Banff Journals

Banff and Round About

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A September 2002 trip to Banff by Drever

Banff Avenue from across the Bow River Photo, Banff, Alberta More Photos
Quote: I spent five days in Banff National Park. These were spent at Banff, Lake Louise and visiting the Columbian Ice Fields. We were travelling through from Calgary to Victoria.

Banff and Round About

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Overview

Quote:
Banff National Park is the result of one tectonic plate pushing under another. The result is like the action of a paint scraper. First the paint rears and then it fall flat. Travelling through the Rockeries you can see the result. The newer mountains have their rocks on a more vertical plane than the older mountains. This action has led to Banff National Parks 6,641 square kilometres (2,564 square miles) of valleys, mountains, glaciers, forests, meadows, rivers and hot springs. Built into the park are carefully sited resorts such as the town of Banff and Lake Louise. Visitors can tour historic sites, soak in hot springs, stroll along the shores of Lake Louise, spend a night in the historic Banff...Read More

Banff Rocky Mountain Resort

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Hotel

Quote:
The tour operators had booked us into the Banff Rocky Mountain Resort which looks like a small village in its own right. We arrived before the rooms were ready. The rooms were being ionised to make them fresher - new one on me! We were seated in a comfortable lounge so we didn't mind. We had a "Standard Twin Bedded Suite" with sette and a gas fireplace which we didn't need to use. It was clean and did smell nice so maybe there is something to ionising. Inside the chalet-style building, the room which was on the second floor, was gloomy from the overhang of the roof. The walls were white and the room had wall-to-wall carpeting. Supplied also was a fridge and bowls to allow us to make o...Read More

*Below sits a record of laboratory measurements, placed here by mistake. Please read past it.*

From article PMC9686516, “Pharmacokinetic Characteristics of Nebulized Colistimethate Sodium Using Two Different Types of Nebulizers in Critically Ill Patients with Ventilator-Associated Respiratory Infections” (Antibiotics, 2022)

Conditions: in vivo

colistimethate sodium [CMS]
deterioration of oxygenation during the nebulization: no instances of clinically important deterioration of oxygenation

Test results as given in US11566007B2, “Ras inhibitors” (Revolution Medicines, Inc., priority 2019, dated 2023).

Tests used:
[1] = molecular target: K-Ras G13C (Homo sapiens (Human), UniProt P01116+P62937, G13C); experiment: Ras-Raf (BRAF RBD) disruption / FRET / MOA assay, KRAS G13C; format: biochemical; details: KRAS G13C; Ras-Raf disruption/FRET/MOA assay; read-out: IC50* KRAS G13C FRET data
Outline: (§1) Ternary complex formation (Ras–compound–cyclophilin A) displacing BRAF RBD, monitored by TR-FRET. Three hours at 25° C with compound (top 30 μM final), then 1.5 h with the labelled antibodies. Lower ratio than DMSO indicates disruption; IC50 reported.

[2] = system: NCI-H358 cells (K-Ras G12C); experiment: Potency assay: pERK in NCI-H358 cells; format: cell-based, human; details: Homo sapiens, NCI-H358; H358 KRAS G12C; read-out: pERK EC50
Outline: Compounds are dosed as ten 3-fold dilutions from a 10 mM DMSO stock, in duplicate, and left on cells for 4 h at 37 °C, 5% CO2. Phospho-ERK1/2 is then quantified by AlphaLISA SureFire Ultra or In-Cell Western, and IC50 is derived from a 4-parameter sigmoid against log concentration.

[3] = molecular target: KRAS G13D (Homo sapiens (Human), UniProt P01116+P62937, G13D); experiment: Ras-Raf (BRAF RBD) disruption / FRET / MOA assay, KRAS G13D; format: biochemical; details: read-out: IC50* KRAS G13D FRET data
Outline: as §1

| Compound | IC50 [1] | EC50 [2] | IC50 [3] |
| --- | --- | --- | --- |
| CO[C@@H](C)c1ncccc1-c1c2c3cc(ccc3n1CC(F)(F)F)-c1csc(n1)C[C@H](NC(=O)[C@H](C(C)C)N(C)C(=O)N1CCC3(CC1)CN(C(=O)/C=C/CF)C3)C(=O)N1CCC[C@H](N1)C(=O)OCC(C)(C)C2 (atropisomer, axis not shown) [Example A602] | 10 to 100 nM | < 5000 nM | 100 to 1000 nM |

Member Rating 3 out of 5 on October 30, 2002

Banff Rocky Mountain Resort
1029 BANFF AVE
Banff, Alberta T1L1A2
403-762-5531

Columbia Icefield Snocoach Tours

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Attraction | "Columbia Icefield Glacier Tour"

Columbia Icefield Snocoach Tours Photo, Banff, Alberta
Quote:
We took a day trip from Lake Louise to the Columbia Icefield located on the boundary of Banff and Jasper National Parks. This is one of the largest accumulations of ice and snow south of the Arctic Circle, covering an area of nearly 325 square kilometres. The Icefield feeds eight major glaciers including the Athabasca, Dome, and Stutfield Glaciers, all visible from the Icefields Parkway road. Apparently the Columbia Icefield is the only true "continental divide," for its meltwater feeds streams and rivers that pour into the Arctic, Atlantic, and Pacific oceans. In front of the Columbia Icefield Visitor Centre lies the Athabasca Glacier--a tongue of ice 6km long and 1km wide. It used to practical...Read More

Member Rating 4 out of 5 on October 31, 2002

Columbia Icefield Snocoach Tours
100 Gopher Street
Banff, Alberta T1L 1J3
+1 877 423 7433

Lake Louise

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Story/Tip

Banff National Park Photo, Banff, Alberta
Quote:
Lake Louise Village was a travel stop on a tour which took us from Calgary through to Victoria. On the way to the village we stopped at Lake Louise - photo attached. The Chateau Lake Louise on its shore was imposing but totally out of place. Down the one side of the lake was a path which offered a nice scenic walk in the chilly air of late September. On the way we were entertained by the antics of a friendly chipmunk. We arrived by coach after about a 10 minute drive at Lake Louise Village. It is one of those places built for skiers. The place amounted to two hotels, slightly more restaurants and perhaps five shops -including a post office, small grocery market, camera shop, and bookstore. For ...Read More

Banff town

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Story/Tip

Banff Avenue from across the Bow River Photo, Banff, Alberta
Quote:
Banff is a town that has been designed to blend into the park. It does this so successfully that in my attempt at photographing the town it is difficult to see it for the trees. It has various rules and regulations concerned with the national park such as only materials found in the park can be used for building houses. Banff mostly consists of a street (Banff Avenue) about a mile long with various short side streets. Houses are low-level timber houses so as to fit into the park. There are some beautiful log cabins and houses. The town is full of restaurants – over 100. It is difficult to recommend one. In general we just had a look at the menu and if it suited we walked in. We were never disapp...Read More